It’s great to have a mentor who has more experience than you, but here’s why peer mentors can be just as valuable.
Imagine…You just had an invaluable meeting with one of your mentors. You feel really stuck at work, unsure whether to take that great promotion or follow your passion with the startup that asked you to join their team. Your mentor went through a similar dilemma, and their advice was fresh and honest.
Now, what if we told you that your mentor was not a senior leader in your field, a professor or your boss? Rather, your mentor was your peer—someone at the same level as you in their career. But, you ask, how can a peer be a mentor, and why would I even want a peer mentor?
Here are four reasons why you should have a peer mentor and some key steps to building a peer mentoring relationship that will last a lifetime:
1. They’re at the same stage of life you are
Mentors are the people you can turn to when decision-making gets tough. The advantage of peers is that only they understand what it means to be a Twitter-obsessed Millennial in a recession economy in ways that senior mentors cannot.
Maybe you’re both experiencing unemployment after college, or trying to figure out how to manage your online brand to reflect both your personal and professional life. Because your peers are confronting these same dilemmas, they’re equipped to empathize with the factors influencing your decision-making process.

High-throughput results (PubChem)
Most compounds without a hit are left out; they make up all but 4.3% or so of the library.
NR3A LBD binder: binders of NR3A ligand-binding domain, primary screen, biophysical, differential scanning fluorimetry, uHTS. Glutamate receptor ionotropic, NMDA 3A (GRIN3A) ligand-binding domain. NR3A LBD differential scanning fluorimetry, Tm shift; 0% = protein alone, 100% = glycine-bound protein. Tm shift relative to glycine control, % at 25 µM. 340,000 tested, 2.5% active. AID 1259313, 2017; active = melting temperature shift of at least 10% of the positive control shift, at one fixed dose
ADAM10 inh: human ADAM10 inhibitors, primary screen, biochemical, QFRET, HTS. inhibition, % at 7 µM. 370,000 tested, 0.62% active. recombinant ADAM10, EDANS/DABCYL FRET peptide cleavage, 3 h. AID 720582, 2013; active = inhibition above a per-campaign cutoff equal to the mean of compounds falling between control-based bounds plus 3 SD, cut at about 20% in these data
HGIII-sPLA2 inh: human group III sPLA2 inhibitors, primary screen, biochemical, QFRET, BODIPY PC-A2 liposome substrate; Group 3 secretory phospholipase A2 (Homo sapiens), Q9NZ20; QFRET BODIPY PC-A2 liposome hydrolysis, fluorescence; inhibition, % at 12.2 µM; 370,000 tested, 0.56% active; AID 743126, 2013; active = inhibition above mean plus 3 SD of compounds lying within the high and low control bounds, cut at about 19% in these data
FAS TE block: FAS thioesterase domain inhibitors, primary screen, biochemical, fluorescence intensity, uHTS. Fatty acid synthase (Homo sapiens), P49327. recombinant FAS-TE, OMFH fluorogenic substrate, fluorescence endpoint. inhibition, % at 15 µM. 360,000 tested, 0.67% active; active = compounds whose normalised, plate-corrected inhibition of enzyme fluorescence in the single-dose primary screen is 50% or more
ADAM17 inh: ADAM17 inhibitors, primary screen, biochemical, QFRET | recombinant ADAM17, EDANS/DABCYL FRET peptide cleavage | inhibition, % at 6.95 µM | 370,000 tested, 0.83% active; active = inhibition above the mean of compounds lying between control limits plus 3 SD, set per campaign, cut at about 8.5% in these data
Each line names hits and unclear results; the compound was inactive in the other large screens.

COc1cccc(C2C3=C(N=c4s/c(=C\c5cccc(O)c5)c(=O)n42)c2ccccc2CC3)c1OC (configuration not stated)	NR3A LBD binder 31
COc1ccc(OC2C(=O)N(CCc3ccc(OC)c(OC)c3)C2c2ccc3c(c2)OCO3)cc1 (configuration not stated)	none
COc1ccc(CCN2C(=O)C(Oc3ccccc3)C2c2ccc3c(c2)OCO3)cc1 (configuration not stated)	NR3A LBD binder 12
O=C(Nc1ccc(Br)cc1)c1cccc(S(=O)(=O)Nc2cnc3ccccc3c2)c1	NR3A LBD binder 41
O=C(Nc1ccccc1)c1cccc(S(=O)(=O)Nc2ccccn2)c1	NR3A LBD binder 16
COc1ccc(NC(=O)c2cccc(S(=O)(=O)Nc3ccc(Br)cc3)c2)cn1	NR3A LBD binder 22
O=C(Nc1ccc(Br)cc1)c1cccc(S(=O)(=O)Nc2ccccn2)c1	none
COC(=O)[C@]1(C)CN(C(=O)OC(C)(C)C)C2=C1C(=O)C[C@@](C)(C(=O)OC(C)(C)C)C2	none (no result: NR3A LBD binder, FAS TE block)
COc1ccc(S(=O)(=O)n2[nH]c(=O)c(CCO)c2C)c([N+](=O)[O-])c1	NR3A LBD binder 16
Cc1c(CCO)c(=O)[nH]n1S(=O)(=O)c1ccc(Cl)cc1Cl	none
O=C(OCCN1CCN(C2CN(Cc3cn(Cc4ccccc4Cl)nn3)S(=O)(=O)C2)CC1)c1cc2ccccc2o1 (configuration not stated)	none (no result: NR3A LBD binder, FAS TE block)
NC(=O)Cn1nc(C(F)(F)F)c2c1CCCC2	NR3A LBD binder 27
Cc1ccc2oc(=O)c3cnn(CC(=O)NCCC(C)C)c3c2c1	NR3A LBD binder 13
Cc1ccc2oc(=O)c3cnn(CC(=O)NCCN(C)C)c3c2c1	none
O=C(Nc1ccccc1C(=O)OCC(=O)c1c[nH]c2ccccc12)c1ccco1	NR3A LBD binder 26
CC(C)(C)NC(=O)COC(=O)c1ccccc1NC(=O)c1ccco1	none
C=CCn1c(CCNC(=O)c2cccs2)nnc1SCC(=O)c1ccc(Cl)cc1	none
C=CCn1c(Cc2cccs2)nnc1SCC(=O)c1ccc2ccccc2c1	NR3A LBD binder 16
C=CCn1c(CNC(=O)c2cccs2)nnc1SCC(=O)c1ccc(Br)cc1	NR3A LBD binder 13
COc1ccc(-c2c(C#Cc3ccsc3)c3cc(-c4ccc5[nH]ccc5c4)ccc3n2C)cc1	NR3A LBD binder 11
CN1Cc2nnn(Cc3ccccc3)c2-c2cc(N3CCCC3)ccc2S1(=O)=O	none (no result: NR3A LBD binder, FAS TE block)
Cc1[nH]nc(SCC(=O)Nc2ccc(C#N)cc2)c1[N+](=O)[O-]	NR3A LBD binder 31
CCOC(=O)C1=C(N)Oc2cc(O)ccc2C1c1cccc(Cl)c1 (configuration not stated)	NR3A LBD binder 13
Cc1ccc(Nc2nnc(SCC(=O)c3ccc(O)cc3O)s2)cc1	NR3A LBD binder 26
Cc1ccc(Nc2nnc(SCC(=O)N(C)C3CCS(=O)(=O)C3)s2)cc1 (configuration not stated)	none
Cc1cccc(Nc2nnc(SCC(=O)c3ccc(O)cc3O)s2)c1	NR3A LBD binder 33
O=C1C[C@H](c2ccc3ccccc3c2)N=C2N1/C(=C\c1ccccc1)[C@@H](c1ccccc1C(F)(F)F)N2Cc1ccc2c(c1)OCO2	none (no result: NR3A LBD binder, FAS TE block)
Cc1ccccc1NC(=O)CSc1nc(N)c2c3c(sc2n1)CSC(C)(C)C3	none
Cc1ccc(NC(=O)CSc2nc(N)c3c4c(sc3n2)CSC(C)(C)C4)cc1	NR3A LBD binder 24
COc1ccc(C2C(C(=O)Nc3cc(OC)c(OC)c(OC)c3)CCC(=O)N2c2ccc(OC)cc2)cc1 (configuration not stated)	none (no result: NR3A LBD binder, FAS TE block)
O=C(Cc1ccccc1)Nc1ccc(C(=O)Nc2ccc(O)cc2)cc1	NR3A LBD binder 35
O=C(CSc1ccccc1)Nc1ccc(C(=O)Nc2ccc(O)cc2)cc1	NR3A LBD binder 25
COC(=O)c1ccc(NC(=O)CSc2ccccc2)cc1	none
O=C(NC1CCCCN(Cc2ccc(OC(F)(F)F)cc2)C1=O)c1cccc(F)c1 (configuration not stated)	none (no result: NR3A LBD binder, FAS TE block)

2. They’re fluent in the new way of working
We live in an age of rapidly evolving technology and social media, which has impacted the way we work and live. Your peers are more likely to be excited about embracing these new technologies and work habits, whereas you might have to convince older generations of their value. Can Pinterest really leverage your brand capital? Who knows—but a peer mentor will be more likely to encourage your exploration of these emerging tools.
3. They’re safe sounding boards
Voicing your ideas, doubts and insecurities to someone who is at the top of their field is valuable, but it’s also incredibly intimidating. Sometimes it’s best to start with someone whose prestige or seniority won’t cause you to hold back. If you don’t feel comfortable pitching your idea to an older mentor, work through your thoughts with your peer mentor first.
4. Your peers will be the leaders of tomorrow
Your classmates, fellow interns and coworkers may be at the bottom of the totem pole today, but years down the road, you’ll all be at the peak of your career. Forming meaningful relationships today means you won’t have to reconnect for advice, collaboration or a favor later on.
So, how should you go about finding a peer mentor?
Start by thinking about the different communities you’re a part of and look for potential peer mentors in colleagues, friends, classmates and members of associations in your field.
When selecting a peer mentor, be sure to ask yourself what kinds of skills, knowledge and experience they have that would be valuable to you—and, conversely, what you have to share with them. If you have specific expectations, be upfront about these at the outset.
Lastly, remember that peer mentorship is about creating a genuine and sustained relationship for mutual growth, not just networking through someone. There is a distinction between the two.
Mentorship is ultimately about collaboration, sharing ideas, asking for feedback and not being afraid to ask for help or advice. Whether you are mentored by your peer or the CEO of your company, don’t forget to be open, honest and giving in return.
Special thanks to Zoe Schlag for her peer mentorship and contributions to this article.